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The trends of the world’s top ten countries relating to shark bite rates, defined as the ratio of the annual number of shark bites of a country and its resident human population, were analyzed for the period 2000-2016. A nonparametric permutation-based methodology was used to determine whether the slope of the regression line of a country remained constant over time or whether so-called joinpoints, a core feature of the statistical software

Sharks are at the top of most people’s minds when entering the sea, for seemingly good reasons, considering the still prevalent shark hype stemming from news outlets around the world [

By creating regression models—using the software package Joinpoint—to analyze the bite rate trends for the top ten countries from 2000 to 2016, we can determine if statistically significant changes in these trends have occurred. A model for the global bite rates was also created to determine the accuracy of the chosen method by predicting the bite rates for 2018 and comparing this number with the actual incident number of that year.

The number of bites for 2000-2016 for the world’s top ten countries was drawn from the “Global Shark Attack File” incident dataset of the Shark Research Institute [

To determine the bite trends for the top ten countries, we used bite rates instead of bite counts [

We decided to employ the software

In order to decide whether it is better to use a fixed slope linear model, we used the permutation method in which we randomly permuted residuals from the straight-line model, meaning we shuffled around the distances between the regression line and each observation [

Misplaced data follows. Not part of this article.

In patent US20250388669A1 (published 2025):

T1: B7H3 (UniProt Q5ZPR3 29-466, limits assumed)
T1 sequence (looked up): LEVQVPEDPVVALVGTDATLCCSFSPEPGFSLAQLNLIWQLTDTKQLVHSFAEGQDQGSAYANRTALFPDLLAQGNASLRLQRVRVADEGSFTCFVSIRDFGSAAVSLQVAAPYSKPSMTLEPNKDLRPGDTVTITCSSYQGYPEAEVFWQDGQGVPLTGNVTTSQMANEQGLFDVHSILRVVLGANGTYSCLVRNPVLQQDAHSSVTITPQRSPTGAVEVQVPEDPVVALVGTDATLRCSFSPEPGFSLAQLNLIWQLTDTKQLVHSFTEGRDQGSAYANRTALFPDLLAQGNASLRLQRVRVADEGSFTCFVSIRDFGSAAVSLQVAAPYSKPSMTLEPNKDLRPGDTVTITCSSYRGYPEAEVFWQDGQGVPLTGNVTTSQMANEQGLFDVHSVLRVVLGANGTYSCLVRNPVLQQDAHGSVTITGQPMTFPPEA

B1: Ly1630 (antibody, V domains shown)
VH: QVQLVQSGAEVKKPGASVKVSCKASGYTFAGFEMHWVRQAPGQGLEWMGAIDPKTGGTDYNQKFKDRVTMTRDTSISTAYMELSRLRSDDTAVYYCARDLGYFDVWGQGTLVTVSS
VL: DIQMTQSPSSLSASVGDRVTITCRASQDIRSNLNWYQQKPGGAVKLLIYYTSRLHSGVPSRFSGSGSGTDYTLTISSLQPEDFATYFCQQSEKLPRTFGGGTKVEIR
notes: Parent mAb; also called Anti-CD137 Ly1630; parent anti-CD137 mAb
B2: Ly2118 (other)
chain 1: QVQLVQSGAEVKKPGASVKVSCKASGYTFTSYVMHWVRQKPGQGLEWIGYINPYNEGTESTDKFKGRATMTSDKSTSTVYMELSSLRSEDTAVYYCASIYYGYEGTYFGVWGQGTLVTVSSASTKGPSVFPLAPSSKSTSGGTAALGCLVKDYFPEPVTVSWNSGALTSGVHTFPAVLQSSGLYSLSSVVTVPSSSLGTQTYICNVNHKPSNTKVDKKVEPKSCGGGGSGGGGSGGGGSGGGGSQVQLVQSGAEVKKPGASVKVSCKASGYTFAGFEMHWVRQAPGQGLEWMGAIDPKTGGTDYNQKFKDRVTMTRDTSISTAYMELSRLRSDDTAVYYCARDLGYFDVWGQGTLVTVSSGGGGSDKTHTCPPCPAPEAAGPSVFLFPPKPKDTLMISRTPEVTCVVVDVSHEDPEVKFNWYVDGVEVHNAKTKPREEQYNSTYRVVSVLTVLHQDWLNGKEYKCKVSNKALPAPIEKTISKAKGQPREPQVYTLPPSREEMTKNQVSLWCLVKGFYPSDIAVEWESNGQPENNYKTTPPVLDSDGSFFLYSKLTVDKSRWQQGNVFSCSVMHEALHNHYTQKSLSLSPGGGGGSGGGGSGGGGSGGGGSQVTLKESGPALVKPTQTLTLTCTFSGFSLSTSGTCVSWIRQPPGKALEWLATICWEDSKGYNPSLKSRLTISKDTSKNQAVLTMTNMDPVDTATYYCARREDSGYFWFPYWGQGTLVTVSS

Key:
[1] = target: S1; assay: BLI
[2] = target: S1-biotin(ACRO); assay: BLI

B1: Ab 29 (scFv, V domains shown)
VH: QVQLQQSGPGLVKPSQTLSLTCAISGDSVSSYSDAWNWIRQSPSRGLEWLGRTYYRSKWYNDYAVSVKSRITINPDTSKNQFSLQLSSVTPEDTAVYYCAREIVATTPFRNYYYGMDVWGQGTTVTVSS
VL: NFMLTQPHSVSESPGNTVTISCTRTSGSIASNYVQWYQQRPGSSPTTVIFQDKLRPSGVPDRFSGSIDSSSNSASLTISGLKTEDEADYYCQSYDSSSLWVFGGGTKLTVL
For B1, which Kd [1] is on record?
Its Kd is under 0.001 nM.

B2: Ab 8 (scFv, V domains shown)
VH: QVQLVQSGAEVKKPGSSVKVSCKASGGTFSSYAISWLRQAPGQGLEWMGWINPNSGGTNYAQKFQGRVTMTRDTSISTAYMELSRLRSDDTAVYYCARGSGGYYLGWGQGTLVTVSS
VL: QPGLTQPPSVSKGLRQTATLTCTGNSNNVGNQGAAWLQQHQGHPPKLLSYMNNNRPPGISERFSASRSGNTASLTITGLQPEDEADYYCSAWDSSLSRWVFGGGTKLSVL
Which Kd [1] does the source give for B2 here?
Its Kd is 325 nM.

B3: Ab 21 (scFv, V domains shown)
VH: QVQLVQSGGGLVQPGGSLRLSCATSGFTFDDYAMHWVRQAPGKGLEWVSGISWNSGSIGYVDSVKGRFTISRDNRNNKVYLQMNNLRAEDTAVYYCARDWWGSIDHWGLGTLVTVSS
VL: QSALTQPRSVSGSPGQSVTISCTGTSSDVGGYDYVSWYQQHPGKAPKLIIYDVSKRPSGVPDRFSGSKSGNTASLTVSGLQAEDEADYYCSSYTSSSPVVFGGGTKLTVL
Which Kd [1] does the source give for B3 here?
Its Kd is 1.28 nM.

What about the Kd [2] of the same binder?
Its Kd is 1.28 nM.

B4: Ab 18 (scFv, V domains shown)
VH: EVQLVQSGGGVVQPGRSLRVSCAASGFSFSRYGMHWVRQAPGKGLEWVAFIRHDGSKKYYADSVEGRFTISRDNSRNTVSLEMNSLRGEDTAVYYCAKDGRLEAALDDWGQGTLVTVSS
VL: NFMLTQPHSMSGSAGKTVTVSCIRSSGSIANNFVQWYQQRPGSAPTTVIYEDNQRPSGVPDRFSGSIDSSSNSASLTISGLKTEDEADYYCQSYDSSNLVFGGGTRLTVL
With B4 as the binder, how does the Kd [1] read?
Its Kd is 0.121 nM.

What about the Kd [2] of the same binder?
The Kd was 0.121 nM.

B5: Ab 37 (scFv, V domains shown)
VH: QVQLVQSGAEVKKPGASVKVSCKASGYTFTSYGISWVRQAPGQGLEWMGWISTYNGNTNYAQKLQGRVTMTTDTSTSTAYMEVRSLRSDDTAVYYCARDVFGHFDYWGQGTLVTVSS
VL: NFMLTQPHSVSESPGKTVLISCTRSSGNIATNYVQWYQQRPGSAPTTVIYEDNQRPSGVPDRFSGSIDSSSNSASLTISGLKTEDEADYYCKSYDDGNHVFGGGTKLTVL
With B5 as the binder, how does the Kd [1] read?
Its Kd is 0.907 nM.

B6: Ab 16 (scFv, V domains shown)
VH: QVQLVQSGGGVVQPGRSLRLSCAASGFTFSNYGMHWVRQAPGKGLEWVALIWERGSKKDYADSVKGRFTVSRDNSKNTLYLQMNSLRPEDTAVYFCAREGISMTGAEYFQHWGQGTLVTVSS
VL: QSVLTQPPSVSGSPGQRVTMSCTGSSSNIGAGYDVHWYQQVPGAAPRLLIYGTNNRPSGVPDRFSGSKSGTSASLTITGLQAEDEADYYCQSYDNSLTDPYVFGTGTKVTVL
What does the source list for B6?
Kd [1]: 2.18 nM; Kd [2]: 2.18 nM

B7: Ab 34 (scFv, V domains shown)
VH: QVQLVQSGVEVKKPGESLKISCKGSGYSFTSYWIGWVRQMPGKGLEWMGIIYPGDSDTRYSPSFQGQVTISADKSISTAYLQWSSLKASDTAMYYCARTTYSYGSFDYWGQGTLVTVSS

Since the above-mentioned analysis did not reveal any joinpoints for any country, a fixed slope linear model

Although this simple linear regression model was sufficient for the individual countries, it was not adequate to measure the global trend, including predicting the number of bites for 2018. While individual countries show some regularity when it comes to bites, global bites rather fluctuate due to the occasional freak incidents in countries where bites are normally rare or even previously nonexistent. This variation made the simple linear regression model insufficient, and a better fit was needed. The best outcome was reached by transforming the bite counts to their natural log, and dividing these values by the respective population counts. Thus, a new response variable was proposed, following the new model:

In order to predict the bite count for 2018, we obtained the predicted value of the natural log of the bite counts, divided by the matching population count, and retransformed the said value to the original unit for bite counts. For the prediction to obtain the intercept and slope, we used the regression procedure

During the remainder of the paper, we will refer to the ten countries with the most shark bites as merely the “top ten countries.”

The project aimed to determine if the shark bite numbers for the top ten countries were on the increase or not, and if the individual tendencies were linear or if joinpoints existed. In addition, a global model was also created and its accuracy tested by predicting the number of bites for 2018 and comparing that prediction with the actual number for that year.

Between 2000 and 2016, more than 80% of all shark bites occurred along the US and Australian shorelines, whereas the US, including Hawaii, had nearly three times as many bites as Australia for this period (Table

Annual average shark bites and slope of the corresponding bite rate regression model for the top ten countries between 2000 and 2016.

SD | % | b | ||
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USA | 47.5 | 9.7 | 60.4 | -0.00125 |

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Australia | 15.9 | 5.4 | 20.2 | 0.02050 |

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South Africa | 5.9 | 2.7 | 7.5 | -0.00274 |